I was in my local Sainsburys the other day, doing my shopping (what else?). As I was at the checkout I noticed a few things.
First, you've probably noticed at the checkout gift cards for iTunes, or something similar, however what I'd noticed this time was what I want to call a "student food card". This is a two part card, one for topping up the account, one for using credit from the account. This is plainly aimed at the concerned parent who wants to make sure their kids are eating properly whilst at university. Those parents who do not want to put money into their kids account so they can spend it on nights out and pot noddles for dinner (though the flaw here being that Sainsburys sell booze too, but we'll brush over that). I did think though that this could be used the other way round too, what about someone with an aging parent or perhaps a lowly paid sibling. Wouldn't you want to make sure they were eating properly too?
So, I thought that was cool, but there was a little more to come.
Second, there were no bags at the checkout, I told the cashier who told me they'd stopped putting bags out. She pointed me to a sign which I'd ignored as an 'out of bags' sign, saying as much. Sainsburys in environmental awareness are trying to get their customers to reuse their bags, so you now have to ask for carrier bags. They've given store points away for ages for reusing bags but obviously isn't having the desired affect.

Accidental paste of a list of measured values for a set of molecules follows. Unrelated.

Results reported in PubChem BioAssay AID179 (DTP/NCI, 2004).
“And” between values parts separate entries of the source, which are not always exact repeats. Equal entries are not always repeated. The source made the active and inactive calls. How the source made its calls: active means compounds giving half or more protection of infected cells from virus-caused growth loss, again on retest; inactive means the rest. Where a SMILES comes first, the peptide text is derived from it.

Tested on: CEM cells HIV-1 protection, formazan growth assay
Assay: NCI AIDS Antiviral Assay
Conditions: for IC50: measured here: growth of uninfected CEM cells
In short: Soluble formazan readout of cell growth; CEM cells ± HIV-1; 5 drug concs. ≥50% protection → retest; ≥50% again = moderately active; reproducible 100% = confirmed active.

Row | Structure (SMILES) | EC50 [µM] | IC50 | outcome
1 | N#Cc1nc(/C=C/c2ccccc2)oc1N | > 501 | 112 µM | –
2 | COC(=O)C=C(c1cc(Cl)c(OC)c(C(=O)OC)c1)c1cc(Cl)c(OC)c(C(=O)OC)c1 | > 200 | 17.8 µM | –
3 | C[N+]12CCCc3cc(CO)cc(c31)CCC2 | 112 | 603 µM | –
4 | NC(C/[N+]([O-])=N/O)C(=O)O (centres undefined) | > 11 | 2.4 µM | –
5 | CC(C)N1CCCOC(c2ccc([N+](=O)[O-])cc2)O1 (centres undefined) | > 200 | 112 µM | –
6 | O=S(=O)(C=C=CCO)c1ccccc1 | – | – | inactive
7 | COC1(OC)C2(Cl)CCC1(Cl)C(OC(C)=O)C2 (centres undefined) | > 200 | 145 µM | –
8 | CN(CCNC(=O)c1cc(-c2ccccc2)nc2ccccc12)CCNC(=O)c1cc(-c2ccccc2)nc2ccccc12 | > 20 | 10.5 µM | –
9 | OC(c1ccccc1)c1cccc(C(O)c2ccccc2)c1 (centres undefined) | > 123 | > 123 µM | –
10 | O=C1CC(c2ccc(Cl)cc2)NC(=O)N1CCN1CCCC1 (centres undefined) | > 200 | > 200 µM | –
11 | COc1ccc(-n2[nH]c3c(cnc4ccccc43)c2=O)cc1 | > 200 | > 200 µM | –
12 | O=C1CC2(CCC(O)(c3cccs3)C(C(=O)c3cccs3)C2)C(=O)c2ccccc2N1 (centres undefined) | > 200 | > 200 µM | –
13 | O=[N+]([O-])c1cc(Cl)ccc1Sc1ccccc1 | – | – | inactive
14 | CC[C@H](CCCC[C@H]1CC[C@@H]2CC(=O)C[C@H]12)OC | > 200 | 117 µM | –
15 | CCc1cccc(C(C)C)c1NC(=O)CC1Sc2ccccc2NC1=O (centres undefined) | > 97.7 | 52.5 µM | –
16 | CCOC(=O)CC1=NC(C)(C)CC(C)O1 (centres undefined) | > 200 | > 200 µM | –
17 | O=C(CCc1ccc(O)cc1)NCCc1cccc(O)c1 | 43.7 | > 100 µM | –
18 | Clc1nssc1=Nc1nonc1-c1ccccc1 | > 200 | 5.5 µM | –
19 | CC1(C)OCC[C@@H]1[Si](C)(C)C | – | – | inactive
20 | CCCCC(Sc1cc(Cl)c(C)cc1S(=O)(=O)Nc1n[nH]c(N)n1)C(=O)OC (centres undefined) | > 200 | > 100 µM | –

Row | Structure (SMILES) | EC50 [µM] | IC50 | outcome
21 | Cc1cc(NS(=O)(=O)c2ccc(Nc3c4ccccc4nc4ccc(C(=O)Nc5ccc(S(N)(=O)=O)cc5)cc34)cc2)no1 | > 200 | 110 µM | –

One of the things they're doing to help their customers is providing a free SMS reminder service. You send a message saying when you usually go shopping and it sends you a reminder a few hours before, saying not to forget your bags.
This could be a tentative first step, but I can see much more here. They're only providing this until the end of the year, but how about linking this to my store points card and instead of charging me for SMS, remove some of those points. Also, by combining your mobile to your store card just think of the data mining possibilities. You wouldn't have to tell them when you go shopping they have that data. Also, what better direct marketing would you like? Sainsburys have about ten years data on me, they have a pretty good idea what I buy and when and could send me special offers just for me, with some kind of code that a cashier could enter.
We'll see what happens. It's an odd combination of convenience and scariness.